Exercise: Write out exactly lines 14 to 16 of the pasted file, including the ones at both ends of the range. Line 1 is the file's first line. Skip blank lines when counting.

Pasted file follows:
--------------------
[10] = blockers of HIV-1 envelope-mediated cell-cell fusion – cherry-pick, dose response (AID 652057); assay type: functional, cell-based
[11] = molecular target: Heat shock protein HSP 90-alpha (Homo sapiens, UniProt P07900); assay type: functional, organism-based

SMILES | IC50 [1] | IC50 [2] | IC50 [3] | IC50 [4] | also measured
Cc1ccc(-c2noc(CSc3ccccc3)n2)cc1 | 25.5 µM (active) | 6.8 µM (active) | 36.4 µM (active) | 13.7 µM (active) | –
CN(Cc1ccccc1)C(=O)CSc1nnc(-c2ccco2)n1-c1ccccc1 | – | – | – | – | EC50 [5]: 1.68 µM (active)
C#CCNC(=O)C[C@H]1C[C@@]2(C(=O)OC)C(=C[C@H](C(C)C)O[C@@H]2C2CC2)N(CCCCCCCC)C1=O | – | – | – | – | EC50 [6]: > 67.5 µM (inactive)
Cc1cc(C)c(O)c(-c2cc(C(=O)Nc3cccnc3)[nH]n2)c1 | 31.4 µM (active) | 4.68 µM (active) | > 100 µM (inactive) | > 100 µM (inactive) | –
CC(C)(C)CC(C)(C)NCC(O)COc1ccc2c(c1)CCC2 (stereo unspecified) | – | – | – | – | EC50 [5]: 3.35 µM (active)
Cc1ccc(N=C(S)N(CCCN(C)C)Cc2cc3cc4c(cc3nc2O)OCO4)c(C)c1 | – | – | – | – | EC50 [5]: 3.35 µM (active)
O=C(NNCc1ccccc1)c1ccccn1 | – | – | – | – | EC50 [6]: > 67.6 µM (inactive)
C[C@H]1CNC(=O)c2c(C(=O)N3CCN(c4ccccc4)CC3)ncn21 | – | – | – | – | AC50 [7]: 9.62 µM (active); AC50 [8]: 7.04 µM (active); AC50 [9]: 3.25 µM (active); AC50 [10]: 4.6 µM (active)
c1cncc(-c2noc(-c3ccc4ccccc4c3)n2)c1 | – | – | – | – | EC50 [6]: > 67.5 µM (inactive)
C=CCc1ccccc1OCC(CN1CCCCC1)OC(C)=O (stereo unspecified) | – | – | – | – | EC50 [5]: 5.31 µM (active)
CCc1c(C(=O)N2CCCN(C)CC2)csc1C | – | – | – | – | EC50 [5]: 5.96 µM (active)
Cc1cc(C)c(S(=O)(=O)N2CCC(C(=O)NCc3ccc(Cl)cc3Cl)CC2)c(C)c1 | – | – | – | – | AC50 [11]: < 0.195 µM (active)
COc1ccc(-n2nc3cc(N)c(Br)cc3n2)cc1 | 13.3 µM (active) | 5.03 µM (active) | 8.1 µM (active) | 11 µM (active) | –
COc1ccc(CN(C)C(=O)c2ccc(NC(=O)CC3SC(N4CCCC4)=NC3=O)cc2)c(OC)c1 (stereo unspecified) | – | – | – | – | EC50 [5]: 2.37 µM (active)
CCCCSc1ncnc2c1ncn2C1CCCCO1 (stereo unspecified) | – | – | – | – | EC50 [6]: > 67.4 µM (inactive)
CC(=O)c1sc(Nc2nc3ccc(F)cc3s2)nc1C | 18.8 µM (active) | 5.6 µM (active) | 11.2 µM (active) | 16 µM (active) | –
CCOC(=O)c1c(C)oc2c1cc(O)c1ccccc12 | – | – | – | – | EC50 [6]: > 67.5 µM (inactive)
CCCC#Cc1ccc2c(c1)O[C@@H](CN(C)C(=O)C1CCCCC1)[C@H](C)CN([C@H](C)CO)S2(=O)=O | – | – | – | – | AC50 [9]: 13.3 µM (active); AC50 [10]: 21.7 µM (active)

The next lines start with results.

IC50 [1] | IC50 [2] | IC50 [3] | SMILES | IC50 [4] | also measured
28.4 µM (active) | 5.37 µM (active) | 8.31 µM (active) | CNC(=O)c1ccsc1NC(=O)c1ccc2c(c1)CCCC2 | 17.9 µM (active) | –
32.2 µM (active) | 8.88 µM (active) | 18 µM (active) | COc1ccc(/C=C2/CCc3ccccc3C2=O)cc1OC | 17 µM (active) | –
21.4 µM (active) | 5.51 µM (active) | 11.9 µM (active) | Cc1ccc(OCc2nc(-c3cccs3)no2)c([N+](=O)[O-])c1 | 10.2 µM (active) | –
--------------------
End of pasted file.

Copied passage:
CCc1c(C(=O)N2CCCN(C)CC2)csc1C | – | – | – | – | EC50 [5]: 5.96 µM (active)
Cc1cc(C)c(S(=O)(=O)N2CCC(C(=O)NCc3ccc(Cl)cc3Cl)CC2)c(C)c1 | – | – | – | – | AC50 [11]: < 0.195 µM (active)
COc1ccc(-n2nc3cc(N)c(Br)cc3n2)cc1 | 13.3 µM (active) | 5.03 µM (active) | 8.1 µM (active) | 11 µM (active) | –